Senate Democrats unveiled on Wednesday a strategy they believe can preserve their majority: pairing campaign-style votes with legislation that might actually get some Republican support. Democrats hope to draw bright contrasts with Republicans on issues that appeal to the Democratic base like the minimum wage, paycheck fairness for women and protecting Medicare benefits. But they also want to push bills that could get some GOP buy-in, such as proposals to spur manufacturing and increase energy efficiency.
All available evidence suggests Democrats are facing an uphill climb in the 2014 midterms. It's not that Republicans are more popular than Dems (they're not), or that the GOP's ideas enjoy more support (they don't), but Democratic turnout is expected to be pretty low this year, as is often the case in midterm cycles.
Given this, I recently suggested it'd make sense for Democrats to put together some kind of platform, telling voters what Dems will do if they're in the majority, and giving the Democratic base some incentive to show up.
Party leaders appear to be thinking along similar lines, though they're unveiling an agenda for 2014, not 2015.
Sen. Chuck Schumer (D-N.Y.), who reportedly helped shape the agenda with Sen. Debbie Stabenow (D-Mich.), told reporters last night, "We want to work with our colleagues. But we're also our going to make crystal clear whose side each party is on. Democrats are fighting for a fair shot for everyone, while Republicans are doing the bidding of the Koch brothers, the wealthy and huge corporations. That's the distinction we will draw in November."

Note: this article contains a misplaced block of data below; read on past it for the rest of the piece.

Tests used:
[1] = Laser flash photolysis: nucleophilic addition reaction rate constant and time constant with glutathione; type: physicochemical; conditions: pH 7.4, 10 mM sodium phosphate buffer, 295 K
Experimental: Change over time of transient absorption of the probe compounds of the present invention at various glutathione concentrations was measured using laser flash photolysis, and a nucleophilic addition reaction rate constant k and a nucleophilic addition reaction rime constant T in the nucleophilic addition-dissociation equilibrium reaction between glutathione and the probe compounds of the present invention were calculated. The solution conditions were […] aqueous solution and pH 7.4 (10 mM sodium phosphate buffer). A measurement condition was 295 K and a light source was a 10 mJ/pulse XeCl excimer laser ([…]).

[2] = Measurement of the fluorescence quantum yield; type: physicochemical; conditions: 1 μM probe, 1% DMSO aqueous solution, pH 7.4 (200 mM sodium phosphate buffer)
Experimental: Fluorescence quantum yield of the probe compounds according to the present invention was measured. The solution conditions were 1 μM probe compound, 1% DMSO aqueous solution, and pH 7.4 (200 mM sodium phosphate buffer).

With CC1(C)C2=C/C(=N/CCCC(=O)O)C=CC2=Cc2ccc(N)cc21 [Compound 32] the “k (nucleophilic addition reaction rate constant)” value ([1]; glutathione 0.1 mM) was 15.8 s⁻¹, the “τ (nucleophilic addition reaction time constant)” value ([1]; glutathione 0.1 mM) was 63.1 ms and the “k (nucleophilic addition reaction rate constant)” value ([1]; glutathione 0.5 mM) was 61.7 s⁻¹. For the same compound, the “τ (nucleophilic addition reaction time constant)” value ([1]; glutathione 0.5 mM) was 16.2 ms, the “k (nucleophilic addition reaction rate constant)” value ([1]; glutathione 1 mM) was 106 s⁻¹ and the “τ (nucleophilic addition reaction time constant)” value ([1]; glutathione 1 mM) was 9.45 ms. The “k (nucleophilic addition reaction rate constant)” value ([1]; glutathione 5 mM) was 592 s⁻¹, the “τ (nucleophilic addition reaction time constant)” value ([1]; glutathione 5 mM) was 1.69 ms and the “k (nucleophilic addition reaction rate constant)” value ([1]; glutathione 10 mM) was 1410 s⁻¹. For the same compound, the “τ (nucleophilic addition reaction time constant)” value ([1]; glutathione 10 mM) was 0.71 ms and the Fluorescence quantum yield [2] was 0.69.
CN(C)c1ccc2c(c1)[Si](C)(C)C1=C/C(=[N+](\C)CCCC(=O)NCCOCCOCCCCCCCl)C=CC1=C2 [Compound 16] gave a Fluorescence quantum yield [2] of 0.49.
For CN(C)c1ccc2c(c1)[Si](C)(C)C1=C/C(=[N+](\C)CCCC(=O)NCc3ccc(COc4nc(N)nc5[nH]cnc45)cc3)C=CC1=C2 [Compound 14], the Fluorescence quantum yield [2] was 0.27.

The plan, apparently, is for Senate Democrats to line up a series of votes in the coming months on popular, progressive ideas. They know, of course, that the Senate Republican minority will likely block all of the measures, which can't pass the GOP-led House anyway, but the point is to highlight the differences between the parties with specific proposals, not vague rhetoric.
So they're presenting an agenda they're calling "A Fair Shot For Everyone."
What's in it? Quite a bit, actually.
Senate Dems published a list on Twitter last night:
* Minimum Wage Fairness Act
* Paycheck Fairness Act
* Revitalizing Manufacturing
* College Affordability
* Protect Medicare
* Keep Jobs in America
* Job Training to Close the Skills Gap
* Making Child Care Affordable
* Tax Fairness
For now, there are no additional details available on any of these 10 policies -- though some, such as the "Minimum Wage Fairness Act," are easy to figure out -- but presumably more information will be available as votes are scheduled.
The next question, of course, is whether this will be effective as an outreach tool.
If elections are about contrasts, there's certainly nothing with highlighting the broad differences between the parties, especially if Democratic ideas tend to have more public support. Whether or not voters -- or news organizations covering Capitol Hill -- will be impressed by a series of unsuccessful "message" votes is less clear.
But I'll also be eager to see the extent to which Senate Dems take this seriously. When I was looking for additional information about "Fair Shot" this morning, for example, I went to the Senate Democrats' page and noticed it made literally no reference to the agenda. So I went to the Democratic Senatorial Campaign Committee's website, but it didn't mean the agenda, either.
That's not a great sign.
Eventually, I tracked down a press release on the site for the Democratic Policy & Communications Center.